Market Insights: January 6, 2014
Economic Outlook: Happy New Year?
- The outlook for 2014 looks quite positive for the U.S. based upon a review of the various gauges the regional Federal Reserve Banks report. All of them, without exception, are in positive territory. The various regional Financial Stress Indices are all sending “low stress” readings which make an economic downturn unlikely. The readings for the Texas economy are the strongest in the nation.
- The unemployment rate is likely to move into the low 6.0% range in 2014. The strength in the economy will contribute to that. In addition, the expiration of the extended unemployment insurance benefits (99 weeks) enacted in 2008 will likely force some of those with expiring benefits to take some low-paying jobs. This will force the unemployment rate down.
- The December Consumer Confidence Index closed strongly at 78.1 [The Conference Board Survey].This was well ahead of predictions and the outlook portions of the survey showed the greatest strength, which bodes well for the economy as we enter the new year.
- The PMI Manufacturing data for Europe was positive again last month, which makes six months in a row. The U.K. is very strong with PMI readings that lead all other markets in Europe.
- Even in France, not known for leading the way, auto sales posted at a level almost 10.0% over year-ago levels.
- China’s PMI manufacturing number remains in positive territory at 51, but has been somewhat stalled in this low-50’s range. Nonetheless, there is strength showing in some of the basic commodity prices, such as copper, which just hit a six-month high. This provides some confirmation that the global recovery continues. There are several other key commodities showing similar price firmness.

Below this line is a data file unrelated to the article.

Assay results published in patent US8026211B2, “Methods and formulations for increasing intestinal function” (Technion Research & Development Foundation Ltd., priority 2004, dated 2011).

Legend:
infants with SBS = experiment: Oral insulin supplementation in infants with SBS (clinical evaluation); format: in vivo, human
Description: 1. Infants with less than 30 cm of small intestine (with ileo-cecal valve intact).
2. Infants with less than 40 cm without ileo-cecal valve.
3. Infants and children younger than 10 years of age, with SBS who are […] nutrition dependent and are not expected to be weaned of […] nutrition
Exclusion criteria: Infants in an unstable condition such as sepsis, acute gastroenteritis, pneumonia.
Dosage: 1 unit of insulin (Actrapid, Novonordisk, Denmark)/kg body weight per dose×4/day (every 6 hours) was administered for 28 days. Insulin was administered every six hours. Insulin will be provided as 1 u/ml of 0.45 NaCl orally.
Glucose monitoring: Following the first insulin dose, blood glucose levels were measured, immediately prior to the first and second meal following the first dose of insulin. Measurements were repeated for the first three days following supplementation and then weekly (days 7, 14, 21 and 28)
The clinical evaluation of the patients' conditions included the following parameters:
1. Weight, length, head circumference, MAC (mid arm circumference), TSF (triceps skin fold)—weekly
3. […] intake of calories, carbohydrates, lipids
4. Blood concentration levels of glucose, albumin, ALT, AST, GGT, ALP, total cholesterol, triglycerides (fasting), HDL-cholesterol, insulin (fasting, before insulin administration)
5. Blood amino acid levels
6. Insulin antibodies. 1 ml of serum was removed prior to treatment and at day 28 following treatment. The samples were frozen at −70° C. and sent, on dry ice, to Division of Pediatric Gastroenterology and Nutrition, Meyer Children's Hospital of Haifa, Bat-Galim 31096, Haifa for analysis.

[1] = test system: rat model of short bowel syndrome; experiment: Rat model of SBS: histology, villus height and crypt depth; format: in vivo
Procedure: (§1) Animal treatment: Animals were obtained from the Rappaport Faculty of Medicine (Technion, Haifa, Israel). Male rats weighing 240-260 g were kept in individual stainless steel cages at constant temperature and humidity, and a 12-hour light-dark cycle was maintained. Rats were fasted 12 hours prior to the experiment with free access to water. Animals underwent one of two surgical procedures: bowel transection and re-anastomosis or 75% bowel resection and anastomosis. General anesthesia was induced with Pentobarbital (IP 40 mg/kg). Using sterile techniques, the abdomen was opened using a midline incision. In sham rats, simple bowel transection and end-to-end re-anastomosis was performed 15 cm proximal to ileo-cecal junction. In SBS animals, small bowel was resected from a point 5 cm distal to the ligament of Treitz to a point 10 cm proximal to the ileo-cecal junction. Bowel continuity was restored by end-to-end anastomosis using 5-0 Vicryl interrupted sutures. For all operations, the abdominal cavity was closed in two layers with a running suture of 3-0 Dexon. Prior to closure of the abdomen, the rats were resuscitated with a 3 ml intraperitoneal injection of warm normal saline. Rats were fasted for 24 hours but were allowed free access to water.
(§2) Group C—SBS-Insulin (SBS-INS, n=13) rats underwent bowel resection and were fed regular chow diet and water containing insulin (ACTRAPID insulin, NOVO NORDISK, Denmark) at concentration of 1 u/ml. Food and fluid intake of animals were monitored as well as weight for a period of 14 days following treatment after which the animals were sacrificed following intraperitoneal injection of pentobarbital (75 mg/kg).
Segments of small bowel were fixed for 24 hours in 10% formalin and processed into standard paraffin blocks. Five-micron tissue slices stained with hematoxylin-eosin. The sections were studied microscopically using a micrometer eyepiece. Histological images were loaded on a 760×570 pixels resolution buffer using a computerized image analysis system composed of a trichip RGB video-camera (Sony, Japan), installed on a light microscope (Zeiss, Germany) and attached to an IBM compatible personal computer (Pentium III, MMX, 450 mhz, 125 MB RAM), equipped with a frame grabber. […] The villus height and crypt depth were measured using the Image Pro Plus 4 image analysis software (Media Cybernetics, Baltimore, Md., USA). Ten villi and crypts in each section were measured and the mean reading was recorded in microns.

Equities Outlook: Out with the old and in with the new…
- The S&P 500 Stock Index closed 2013 at record levels, advancing almost 30% for the year. This is the best year since 1997. The advance was very broad-based with every sector in the index advancing.
- The year-long bullish disposition was aided by solid gains overseas as European markets climbed to record highs of their own while struggling regional economies showed some signs of life.
- The first two trading days of 2014 for U.S. stocks have started out with some profit-taking. Based on the very powerful advance of the equity market last year and particularly in the fourth quarter, some profit-taking here is not a great surprise. We will have to see if it extends itself deeper into January.
- As David Rosenberg of Gluskin Shelf Research pointed out in his letter last week, the market has begun the year many times with a negative initial trading session. However, you cannot draw any meaningful conclusion from the direction of that initial session. The market has finished the year with a positive return 33 times since 1933 after beginning with a negative inaugural session.
The Fed and Fixed Income Markets: Fed talk…
- Bond yields have picked up over the past few weeks. The Ten-Year Treasury Bond closed last week at a yield of 2.99%, after breaking the 3.0% benchmark. This increase in yields has taken place during a rise in the equity markets, a good sign of bond yields anticipating a stronger environment.
- While bond rates are rising, it is a fact that the Federal Reserve is continuing its accommodative policy. This easing is coupled with a growing and expanding economy. History tells us that bodes well for the economic outlook and likely, the market.
- Can rising bond rates mean problems for the equity market? If bond yields rise on a sustained basis, then yes, bonds become more formidable investment competition for equities. However, we are hardly to that point yet. And there are plenty of historical examples of equities continuing to do well despite rising rates.
- For now, we believe the rising differential in yield between the 2-year and 10-year Treasury yield signals a market expectation for moderate increases in inflationary pressures. This reflects the better economy and equities are likely to continue to deliver satisfactory returns in 2014.
The Week Ahead – A light week…
Tuesday: Balance of Trade [U.S. Department of Commerce]
Thursday: Initial Jobless Claims [U.S. Department of Labor]
Friday: Non-farm Payrolls [U.S. Department of Labor]